Notts County: 150 Years of History

Words: Jared Wilson
Illustrations: Thomas Goodwin
Thursday 01 November 2012
reading time: min, words

A potted history of the last century and a half in the life of world football's oldest league club...


Notts County are formed and play their first games in a park next to Nottingham Castle. They predate The Football Association, and play a game completely of their own devising. Rules include being able to catch and throw the ball and ‘hack’ (i.e. kick) opponents. Despite the lack of competition, they still don’t win anything.

Along with eleven other clubs, The Magpies become founder members of the Football League. They finish second to last.

Notts win the FA Cup for the first and only time 4-1 against Bolton Wanderers. This makes them the first team outside of the top flight to do so – after a third-place finish in the second tier. Jimmy Logan scores a hat trick after signing from Aston Villa, who originally paid £30 for him. This is less than the price of a match ticket and two pints in the Pavis Stand nowadays.

Welsh striker John Savage is plying his trade for a six year-old Italian football club who play in girlie pink shirts. Problem is that their shirts keep fading in the wash. So he asks a Notts-supporting friend to send some kits over from England for them to try instead.  The famous black and white stripes of Juventus FC are born.

Albert Iremonger signs from local minnows Notts Jardines. At 6ft 6” he is believed to be the tallest player in the league. He goes on to make 564 appearances for Notts, including 222 consecutively, which only end because of suspension. A road near Meadow Lane is later named after him and to this day it is claimed he had hands like “the claws of a JCB” (although JCBs weren’t actually invented until 1945).

The club moves ground to Meadow Lane from Trent Bridge, allowing the cricket club their pitch back. Presumably it helped the players work out where to take corners from too.

Relegation from the first division condemns The Magpies to spend the next half century outside of the top division. After 21 years Iremonger moves on to spend his final season at Lincoln City. Poor sod.

Tom Keetley scores 39 goals in Division Three South, thus becoming the highest ever goalscorer in one season. He had ten brothers too, at least half of whom played professionally. If their mam had been on it earlier, they could have set up Keetley United.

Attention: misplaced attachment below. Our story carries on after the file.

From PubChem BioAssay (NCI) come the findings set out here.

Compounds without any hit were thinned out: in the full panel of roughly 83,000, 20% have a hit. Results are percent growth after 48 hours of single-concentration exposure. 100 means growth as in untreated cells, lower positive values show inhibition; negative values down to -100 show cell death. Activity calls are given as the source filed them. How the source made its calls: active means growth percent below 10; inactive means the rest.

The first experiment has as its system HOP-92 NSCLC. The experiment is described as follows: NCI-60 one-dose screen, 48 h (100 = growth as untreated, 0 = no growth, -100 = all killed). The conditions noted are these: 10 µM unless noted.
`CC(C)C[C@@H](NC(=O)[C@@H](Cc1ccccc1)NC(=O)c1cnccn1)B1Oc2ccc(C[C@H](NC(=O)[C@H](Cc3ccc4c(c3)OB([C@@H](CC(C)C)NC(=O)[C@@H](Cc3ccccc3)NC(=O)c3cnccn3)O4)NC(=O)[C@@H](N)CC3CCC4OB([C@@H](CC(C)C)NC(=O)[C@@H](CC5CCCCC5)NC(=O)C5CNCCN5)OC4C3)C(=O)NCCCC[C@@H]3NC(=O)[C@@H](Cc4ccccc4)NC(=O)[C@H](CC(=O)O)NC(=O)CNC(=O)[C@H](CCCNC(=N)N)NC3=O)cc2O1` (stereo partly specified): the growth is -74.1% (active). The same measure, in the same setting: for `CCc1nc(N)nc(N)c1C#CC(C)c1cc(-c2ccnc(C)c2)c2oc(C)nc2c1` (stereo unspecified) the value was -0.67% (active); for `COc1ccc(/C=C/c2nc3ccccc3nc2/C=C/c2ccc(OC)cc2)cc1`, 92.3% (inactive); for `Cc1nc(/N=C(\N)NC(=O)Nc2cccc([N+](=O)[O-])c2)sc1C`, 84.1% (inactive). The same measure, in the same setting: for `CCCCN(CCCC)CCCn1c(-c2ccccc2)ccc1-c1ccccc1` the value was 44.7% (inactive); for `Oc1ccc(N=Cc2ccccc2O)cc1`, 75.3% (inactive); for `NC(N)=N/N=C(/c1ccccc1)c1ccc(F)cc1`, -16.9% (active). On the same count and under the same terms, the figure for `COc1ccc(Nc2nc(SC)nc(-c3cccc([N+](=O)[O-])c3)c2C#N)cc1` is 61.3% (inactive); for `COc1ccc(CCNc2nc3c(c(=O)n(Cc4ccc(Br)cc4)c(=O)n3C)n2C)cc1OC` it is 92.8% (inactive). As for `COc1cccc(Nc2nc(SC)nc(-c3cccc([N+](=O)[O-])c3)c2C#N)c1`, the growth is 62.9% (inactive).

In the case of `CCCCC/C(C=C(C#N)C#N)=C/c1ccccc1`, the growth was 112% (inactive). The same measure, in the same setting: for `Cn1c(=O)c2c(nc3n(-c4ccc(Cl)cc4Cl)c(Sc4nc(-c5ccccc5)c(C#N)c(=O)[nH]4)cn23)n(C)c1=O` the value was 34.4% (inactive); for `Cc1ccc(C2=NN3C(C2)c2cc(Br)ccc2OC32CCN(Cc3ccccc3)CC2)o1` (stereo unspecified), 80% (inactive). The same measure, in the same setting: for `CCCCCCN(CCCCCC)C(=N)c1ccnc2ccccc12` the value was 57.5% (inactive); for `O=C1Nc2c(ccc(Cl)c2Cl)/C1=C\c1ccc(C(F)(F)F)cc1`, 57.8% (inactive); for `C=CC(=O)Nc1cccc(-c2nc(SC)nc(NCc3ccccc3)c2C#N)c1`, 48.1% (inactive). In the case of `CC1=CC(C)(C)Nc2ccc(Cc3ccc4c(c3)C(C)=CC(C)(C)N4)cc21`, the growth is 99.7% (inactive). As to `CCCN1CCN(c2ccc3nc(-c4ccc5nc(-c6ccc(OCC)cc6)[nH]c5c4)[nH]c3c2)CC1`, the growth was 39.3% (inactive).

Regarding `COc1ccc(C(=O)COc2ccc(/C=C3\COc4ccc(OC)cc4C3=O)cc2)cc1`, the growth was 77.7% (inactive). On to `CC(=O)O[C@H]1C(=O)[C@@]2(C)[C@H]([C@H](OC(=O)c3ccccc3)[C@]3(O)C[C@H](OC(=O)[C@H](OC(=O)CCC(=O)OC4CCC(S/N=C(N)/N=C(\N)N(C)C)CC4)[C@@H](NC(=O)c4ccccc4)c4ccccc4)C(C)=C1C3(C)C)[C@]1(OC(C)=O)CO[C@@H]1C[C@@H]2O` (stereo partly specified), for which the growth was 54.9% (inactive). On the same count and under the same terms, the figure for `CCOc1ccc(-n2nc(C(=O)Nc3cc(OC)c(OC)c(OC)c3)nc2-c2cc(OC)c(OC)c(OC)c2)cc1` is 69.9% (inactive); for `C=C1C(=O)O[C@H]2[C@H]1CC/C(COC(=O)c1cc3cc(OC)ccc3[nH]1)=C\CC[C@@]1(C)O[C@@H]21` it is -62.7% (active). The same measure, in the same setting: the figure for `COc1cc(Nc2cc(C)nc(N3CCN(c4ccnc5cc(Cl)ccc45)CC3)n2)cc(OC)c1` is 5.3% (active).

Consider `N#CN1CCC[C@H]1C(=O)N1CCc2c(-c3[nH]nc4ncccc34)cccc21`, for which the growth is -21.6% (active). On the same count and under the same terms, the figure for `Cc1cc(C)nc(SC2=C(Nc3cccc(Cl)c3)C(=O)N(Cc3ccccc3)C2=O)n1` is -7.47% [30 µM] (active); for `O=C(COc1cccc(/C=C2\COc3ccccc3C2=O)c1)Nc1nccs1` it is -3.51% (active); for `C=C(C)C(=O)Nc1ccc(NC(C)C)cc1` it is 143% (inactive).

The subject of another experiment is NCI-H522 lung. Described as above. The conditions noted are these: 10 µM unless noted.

A whole season of fixtures at Meadow Lane are suspended due to the Second World War and a bomb taking out half of the ground. Rumours that it improved the catering stands are totally unfounded.

Forest move into Meadow Lane to groundshare for the season after the River Trent floods the City Ground.


Notts stun the football world by signing England’s main striker Tommy Lawton from Chelsea for a UK record transfer fee of £20,000. They’re in the Third Division at the time and he goes on to score 103 goals in 166 games.

Notts clinch the Third Division (South) championship, with crowds averaging 35,000 as they hold off Forest to win a thrilling championship race. The following season is the last one to date in which Notts play in a higher division than their local rivals.

Early 1960s
Notts are in financial ruin and only just manage to avoid the indignity of having to apply for re-election to the league. This situation continues until Nottingham MP Jack Dunnett, takes over as Chairman in 1968.

Les Bradd makes his debut after signing from Rotherham. He goes on to make 398 appearances and score 125 times for the ‘Pies, a club goalscoring record that still stands today.

Silky midfielder Don Masson signs from Middlesborough. He goes onto make 274 appearances and score 81 goals, but is probably best remembered outside of Notts for missing a penalty in Scotland’s 3-1 defeat against Peru in the 1978 World Cup.